BRADENTON, Fla. (WFLA) – Bradenton police say 61-year-old Diane D’Anca has been giving patients Botox treatments from her home without a license.
The Florida Department of Health got a tip in November that D’Anca was running the operation from her house on 63rd Street W in Bradenton.
When police later investigated, they found a back bedroom that was converted into a medical office. There were a lot of large, expensive pieces of medical equipment and a large amount of a substance purported to be “Botox.”
Officials determined the Botox was counterfeit, non-FDA regulated and imported from Canada.
Officers also found records for approximately 100 patients and injection records dating back to 2011. They believe there are many more victims out there.
“These people assumed she was licensed. So we want to stress to you that if you received treatment from her, you are a victim. You did nothing wrong, she implied that she was licensed to do this,” said Bradenton Police Lt. Brian Thiers.
Officers also found a Skin Science Machine in her bedroom and learned she used the machine to perform microabrasion procedures.
D’Anca told officials that when a patient came to her for a Botox procedure, they never saw a licensed doctor for a consult before the procedure was performed.
She claimed she operated under the permission of Dr. Tom, but she was unable to provide any further information on Dr. Tom.
She does not hold a license in the state of Florida.
Police say one victim paid $36,000 over the course of several years.
“Throughout the course of the interviews with her, she was very confident that she had done nothing wrong,” said Lt. Thiers.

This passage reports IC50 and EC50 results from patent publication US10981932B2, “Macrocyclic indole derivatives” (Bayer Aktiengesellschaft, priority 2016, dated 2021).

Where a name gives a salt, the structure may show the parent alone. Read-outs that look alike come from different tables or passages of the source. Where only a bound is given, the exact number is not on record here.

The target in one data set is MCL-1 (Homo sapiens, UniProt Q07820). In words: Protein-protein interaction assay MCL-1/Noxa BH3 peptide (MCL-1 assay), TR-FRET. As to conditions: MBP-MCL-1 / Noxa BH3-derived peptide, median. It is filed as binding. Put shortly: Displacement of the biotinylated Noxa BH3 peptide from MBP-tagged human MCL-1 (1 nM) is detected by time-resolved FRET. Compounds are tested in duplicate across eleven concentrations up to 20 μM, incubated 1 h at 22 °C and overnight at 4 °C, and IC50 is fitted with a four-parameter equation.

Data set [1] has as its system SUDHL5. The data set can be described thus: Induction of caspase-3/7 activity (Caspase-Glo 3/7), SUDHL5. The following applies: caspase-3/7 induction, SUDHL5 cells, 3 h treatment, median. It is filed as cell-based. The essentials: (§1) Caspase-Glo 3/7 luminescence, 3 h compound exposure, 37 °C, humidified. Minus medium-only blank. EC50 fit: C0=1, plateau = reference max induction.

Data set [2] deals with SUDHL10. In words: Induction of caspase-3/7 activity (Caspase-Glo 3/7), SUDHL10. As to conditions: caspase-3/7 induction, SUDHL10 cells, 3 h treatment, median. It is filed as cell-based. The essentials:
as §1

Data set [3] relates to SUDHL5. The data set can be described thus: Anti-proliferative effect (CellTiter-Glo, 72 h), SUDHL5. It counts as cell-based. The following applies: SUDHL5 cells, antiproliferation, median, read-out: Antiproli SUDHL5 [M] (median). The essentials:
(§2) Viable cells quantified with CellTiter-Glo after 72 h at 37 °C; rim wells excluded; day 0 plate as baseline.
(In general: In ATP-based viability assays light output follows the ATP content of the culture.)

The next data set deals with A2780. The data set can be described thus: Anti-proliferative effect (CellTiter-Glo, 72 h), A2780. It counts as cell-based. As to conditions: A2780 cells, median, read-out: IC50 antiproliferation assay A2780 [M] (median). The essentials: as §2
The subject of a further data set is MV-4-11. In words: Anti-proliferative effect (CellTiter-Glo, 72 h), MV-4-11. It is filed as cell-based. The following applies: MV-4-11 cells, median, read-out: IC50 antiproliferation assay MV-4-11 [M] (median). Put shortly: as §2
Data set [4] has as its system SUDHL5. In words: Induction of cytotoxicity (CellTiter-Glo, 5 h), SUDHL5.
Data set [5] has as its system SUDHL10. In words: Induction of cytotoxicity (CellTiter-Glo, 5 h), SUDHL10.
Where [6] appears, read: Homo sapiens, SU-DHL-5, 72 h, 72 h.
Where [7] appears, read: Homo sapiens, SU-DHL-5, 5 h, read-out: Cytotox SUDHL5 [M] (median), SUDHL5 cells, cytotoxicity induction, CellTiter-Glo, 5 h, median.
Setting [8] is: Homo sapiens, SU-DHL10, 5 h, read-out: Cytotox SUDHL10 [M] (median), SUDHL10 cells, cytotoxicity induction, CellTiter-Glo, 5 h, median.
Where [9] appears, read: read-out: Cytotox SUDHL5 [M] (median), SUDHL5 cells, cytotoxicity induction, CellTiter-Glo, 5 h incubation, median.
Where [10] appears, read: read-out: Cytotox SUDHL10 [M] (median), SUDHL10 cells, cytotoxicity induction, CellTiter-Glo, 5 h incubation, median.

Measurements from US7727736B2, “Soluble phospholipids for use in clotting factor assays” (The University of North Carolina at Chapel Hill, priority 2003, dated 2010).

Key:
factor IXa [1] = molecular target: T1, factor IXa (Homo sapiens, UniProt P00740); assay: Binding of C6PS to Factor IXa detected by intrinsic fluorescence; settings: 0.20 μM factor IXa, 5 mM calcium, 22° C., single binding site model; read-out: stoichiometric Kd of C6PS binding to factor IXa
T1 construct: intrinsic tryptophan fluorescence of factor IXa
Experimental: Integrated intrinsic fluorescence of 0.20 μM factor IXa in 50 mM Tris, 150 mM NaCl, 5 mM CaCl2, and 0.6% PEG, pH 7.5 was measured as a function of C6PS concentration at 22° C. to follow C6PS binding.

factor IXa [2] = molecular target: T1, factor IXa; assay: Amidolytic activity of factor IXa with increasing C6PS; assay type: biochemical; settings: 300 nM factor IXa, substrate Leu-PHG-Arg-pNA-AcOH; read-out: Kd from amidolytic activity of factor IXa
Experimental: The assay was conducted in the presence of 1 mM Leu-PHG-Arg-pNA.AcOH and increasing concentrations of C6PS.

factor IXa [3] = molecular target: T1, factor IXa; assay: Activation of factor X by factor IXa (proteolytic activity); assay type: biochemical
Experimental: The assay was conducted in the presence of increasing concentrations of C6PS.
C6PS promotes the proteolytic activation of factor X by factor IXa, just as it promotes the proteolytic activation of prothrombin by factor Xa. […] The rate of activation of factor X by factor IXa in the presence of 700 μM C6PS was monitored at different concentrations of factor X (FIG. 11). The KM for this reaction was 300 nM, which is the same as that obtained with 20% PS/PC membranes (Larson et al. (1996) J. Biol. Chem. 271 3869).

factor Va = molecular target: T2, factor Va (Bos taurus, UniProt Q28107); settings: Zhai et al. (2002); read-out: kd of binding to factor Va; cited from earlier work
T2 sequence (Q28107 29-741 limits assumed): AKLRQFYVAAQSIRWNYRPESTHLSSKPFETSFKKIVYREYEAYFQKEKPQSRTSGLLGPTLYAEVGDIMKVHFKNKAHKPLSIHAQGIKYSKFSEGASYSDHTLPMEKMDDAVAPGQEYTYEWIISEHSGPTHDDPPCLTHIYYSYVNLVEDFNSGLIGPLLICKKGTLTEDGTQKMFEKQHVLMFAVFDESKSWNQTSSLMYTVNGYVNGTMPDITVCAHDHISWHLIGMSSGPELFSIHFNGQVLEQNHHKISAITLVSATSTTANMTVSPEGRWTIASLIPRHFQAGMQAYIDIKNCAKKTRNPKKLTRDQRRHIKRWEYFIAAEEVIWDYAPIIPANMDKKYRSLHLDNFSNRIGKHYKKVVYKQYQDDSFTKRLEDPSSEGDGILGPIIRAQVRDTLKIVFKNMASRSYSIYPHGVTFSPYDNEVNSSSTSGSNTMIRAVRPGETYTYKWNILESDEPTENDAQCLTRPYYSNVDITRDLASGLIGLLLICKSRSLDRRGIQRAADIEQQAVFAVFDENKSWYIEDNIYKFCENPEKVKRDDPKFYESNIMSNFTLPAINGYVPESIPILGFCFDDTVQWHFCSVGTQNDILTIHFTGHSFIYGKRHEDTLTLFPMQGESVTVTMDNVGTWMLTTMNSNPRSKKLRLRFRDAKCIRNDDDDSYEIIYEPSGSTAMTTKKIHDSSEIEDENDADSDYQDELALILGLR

Neighbor Becky Wittenmyer was shocked when she learned what was going on across the street.
“I find it hard to believe because we just never saw that amount of traffic,” said Wittenmyer.
Medical experts condemn these home procedures. Officials say home Botox treatments could cause physical pain, disfigurement, and in some cases, death.
Dr. Daniel Diaco says the product is easily accessible online.
“A lot of it comes from China. It’s not real Botox, it’s a counterfeit. It’s ineffective and we don’t even know what impurities may be in there.”
Dr. Diaco says one of the biggest risks of Botox is a potential overdose.
“If you get too much Botox because it’s the wrong concentration, it can actually cause paralysis, to the point where you may need to be on a ventilator.”
The doctor suggests before you let someone inject you with a needle in your face, do your research.
“If you don’t get Botox by a certified physician, you really have no re-course if there’s a problem.”
Bradenton police officers want her patients to come forward. Officers stress that these clients are not in trouble.
“You are a victim, I can’t stress that enough. You were misled, you were led to believe that this woman had the ability and the training to do this and she did not,” said Lt. Thiers.
D’Anca has been charged with practicing medicine without a license, practicing cosmetology without a license and possession of a controlled substance.
If you have any information on this case, call Bradenton police.
The Florida Department of Health has an Unlicensed Activity Unit to handle these sorts of cases. If you see any sort of illegal activity like this, call 1-877-HALT-ULA.